Many factors come into play when considering a retirement abroad. Cost of living, prices of rents and real estate, and healthcare options are main concerns. But quality of life for retirees moving abroad also depends in large part on being able to fit in quickly, learn the ropes, and mix well with the locals in their adapted communities. Language, culture, and community support from locals and other expats all can have a dramatic effect on the quality of the expat retiree experience.
InternationalLiving.com’s recently published Annual Global Retirement Index ranks and rates the best retirement havens around the world in 10 categories. Below are the countries that received the highest scores in the “Fitting In” category.
Foreigners, including retiree expats, have flocked to Costa Rica for decades. Aside from having an economy largely based on tourism, Costa Rica has a tradition of welcoming guests and a strong emphasis on family and community. Foreigners have been around as expats and tourists for a long time and are readily accepted by Costa Ricans. Just a little practical Spanish goes a long way, and even in gated communities there are plenty of opportunities to mix with locals and learn about Costa Rican culture.
Another benefit of Costa Rica’s popularity with foreigners is that in the many close-knit expat communities around the country newcomers are welcomed and accepted. These expats have already blazed a decades-long trail. For most new arrivals, it’s simply a matter of following it.
The Irish are among the warmest, most welcoming people in the world, and because English is a common language and many North Americans have Irish roots, it’s easy for U.S. and Canadian retirees to fit in on the Emerald Isle.
Meeting locals isn’t hard. Pubs are still a great place for friends, family, or even strangers to come together to enjoy a drink and a chat. And because of the almost instant ease of communication, opportunities for cultural and community participation present themselves quickly. Volunteer opportunities, arts and cultural activities, historical tours and studies, are all ways foreign retirees in Ireland can begin making themselves at home in their adopted retirement destination almost from the first day of their arrival.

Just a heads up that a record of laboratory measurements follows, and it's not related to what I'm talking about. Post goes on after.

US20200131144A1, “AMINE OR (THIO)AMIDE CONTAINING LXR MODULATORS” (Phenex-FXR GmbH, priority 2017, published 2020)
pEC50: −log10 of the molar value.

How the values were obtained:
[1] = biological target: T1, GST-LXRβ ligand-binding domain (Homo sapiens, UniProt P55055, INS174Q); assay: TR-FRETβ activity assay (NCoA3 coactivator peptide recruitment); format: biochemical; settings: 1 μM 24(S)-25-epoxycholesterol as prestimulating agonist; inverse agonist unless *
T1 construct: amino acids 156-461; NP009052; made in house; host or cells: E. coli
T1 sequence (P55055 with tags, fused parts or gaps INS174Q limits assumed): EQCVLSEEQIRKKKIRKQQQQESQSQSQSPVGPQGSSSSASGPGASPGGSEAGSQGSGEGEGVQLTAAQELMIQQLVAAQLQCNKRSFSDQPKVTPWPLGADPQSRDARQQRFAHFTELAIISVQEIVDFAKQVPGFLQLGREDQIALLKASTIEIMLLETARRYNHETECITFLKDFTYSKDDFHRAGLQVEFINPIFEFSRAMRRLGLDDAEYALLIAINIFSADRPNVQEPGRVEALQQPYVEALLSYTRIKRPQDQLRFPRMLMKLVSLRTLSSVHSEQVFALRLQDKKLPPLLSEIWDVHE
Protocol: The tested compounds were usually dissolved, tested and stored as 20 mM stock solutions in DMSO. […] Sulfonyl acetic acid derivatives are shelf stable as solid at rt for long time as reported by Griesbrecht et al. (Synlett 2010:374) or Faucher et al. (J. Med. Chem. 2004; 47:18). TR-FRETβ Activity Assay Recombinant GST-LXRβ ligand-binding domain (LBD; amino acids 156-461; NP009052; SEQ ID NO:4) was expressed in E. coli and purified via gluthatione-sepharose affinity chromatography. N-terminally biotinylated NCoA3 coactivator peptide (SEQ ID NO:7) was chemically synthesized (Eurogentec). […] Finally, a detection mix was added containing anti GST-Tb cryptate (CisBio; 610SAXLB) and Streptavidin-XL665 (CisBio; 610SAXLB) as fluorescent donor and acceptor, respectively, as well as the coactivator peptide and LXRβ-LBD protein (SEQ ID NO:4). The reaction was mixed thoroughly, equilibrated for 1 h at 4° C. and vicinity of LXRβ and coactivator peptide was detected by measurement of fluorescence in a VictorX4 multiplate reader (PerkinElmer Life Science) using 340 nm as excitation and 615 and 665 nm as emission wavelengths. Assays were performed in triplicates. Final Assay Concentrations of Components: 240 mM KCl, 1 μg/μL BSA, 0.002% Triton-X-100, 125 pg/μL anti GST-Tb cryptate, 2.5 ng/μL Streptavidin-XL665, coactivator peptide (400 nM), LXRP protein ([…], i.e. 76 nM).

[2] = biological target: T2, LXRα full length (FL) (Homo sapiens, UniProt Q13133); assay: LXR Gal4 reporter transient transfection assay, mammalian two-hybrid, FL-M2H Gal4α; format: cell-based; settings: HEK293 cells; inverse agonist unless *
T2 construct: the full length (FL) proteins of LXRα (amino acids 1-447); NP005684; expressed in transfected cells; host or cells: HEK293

Expats who move to the beautiful Caribbean island of Roatán have a well-established expat community ready and waiting to help them with the transition.
In every popular expat neighborhood on the island, it’s easy to connect with other expats and to get involved in the community. There are regular gatherings at local bars and restaurants, and local organizations host fundraisers and events throughout the year to bring larger groups together for a cause.
Despite the fact that Roatán is part of a Spanish-speaking nation (Honduras), the local island population and the expats speak English. Knowing some Spanish can help, especially when looking to grab a taxi or shopping in smaller family owned stores, but you can comfortably and easily live in Roatán without having to learn a new language.
Integrating in Malaysia is relatively simple thanks to a long-standing British and Australian tourism and expat presence. There are numerous expat clubs and forums, and because Malaysia was ruled by the British until 1957, English is widely spoken by young and old alike. Even signage is in English, making it easy to navigate the streets, shops, and services right from the start.
Malaysia also has many First World amenities that exist side-by-side with traditional culture. In Kuala Lumpur and Penang, it’s possible to pick up the latest handbag at Chanel or Dolce and Gabbana and then spend $3 for a traditional Chinese lunch. International grocery stores can also offer a taste of home when some Cheerios, Ben and Jerry’s ice cream, or a bottle of Australian Shiraz is required.
InternationalLiving.com’s 2016 Index is the most comprehensive yet. The full report on the four countries that came out top in the “Fitting In” category can be read here: Four Great Places to Retire Where It’s Easy to Fit In.
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